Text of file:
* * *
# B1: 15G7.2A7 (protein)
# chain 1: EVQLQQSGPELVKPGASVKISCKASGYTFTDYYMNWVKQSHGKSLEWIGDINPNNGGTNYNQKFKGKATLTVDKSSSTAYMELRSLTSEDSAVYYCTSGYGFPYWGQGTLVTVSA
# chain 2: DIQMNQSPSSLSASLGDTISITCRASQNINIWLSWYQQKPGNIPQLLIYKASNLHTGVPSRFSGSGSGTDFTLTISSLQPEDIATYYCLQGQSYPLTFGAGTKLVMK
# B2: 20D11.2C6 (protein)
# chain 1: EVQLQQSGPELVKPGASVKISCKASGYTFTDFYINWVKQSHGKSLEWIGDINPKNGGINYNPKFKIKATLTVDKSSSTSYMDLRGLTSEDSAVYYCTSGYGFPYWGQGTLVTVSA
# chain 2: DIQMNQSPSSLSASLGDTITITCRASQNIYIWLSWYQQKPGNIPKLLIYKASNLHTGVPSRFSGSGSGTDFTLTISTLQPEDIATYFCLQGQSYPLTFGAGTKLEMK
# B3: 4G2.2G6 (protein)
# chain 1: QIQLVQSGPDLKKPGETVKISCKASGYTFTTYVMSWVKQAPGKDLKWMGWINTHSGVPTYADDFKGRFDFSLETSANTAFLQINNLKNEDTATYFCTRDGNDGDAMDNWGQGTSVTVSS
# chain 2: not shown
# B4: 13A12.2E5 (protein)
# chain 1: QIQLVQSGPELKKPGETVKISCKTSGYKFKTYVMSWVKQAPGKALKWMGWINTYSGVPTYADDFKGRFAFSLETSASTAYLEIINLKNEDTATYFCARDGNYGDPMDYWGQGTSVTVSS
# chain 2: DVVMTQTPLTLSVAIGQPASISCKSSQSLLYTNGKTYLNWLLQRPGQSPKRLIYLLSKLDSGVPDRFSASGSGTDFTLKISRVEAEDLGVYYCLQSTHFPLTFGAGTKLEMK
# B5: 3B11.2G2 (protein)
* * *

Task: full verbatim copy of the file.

# B1: 15G7.2A7 (protein)
# chain 1: EVQLQQSGPELVKPGASVKISCKASGYTFTDYYMNWVKQSHGKSLEWIGDINPNNGGTNYNQKFKGKATLTVDKSSSTAYMELRSLTSEDSAVYYCTSGYGFPYWGQGTLVTVSA
# chain 2: DIQMNQSPSSLSASLGDTISITCRASQNINIWLSWYQQKPGNIPQLLIYKASNLHTGVPSRFSGSGSGTDFTLTISSLQPEDIATYYCLQGQSYPLTFGAGTKLVMK
# B2: 20D11.2C6 (protein)
# chain 1: EVQLQQSGPELVKPGASVKISCKASGYTFTDFYINWVKQSHGKSLEWIGDINPKNGGINYNPKFKIKATLTVDKSSSTSYMDLRGLTSEDSAVYYCTSGYGFPYWGQGTLVTVSA
# chain 2: DIQMNQSPSSLSASLGDTITITCRASQNIYIWLSWYQQKPGNIPKLLIYKASNLHTGVPSRFSGSGSGTDFTLTISTLQPEDIATYFCLQGQSYPLTFGAGTKLEMK
# B3: 4G2.2G6 (protein)
# chain 1: QIQLVQSGPDLKKPGETVKISCKASGYTFTTYVMSWVKQAPGKDLKWMGWINTHSGVPTYADDFKGRFDFSLETSANTAFLQINNLKNEDTATYFCTRDGNDGDAMDNWGQGTSVTVSS
# chain 2: not shown
# B4: 13A12.2E5 (protein)
# chain 1: QIQLVQSGPELKKPGETVKISCKTSGYKFKTYVMSWVKQAPGKALKWMGWINTYSGVPTYADDFKGRFAFSLETSASTAYLEIINLKNEDTATYFCARDGNYGDPMDYWGQGTSVTVSS
# chain 2: DVVMTQTPLTLSVAIGQPASISCKSSQSLLYTNGKTYLNWLLQRPGQSPKRLIYLLSKLDSGVPDRFSASGSGTDFTLKISRVEAEDLGVYYCLQSTHFPLTFGAGTKLEMK
# B5: 3B11.2G2 (protein)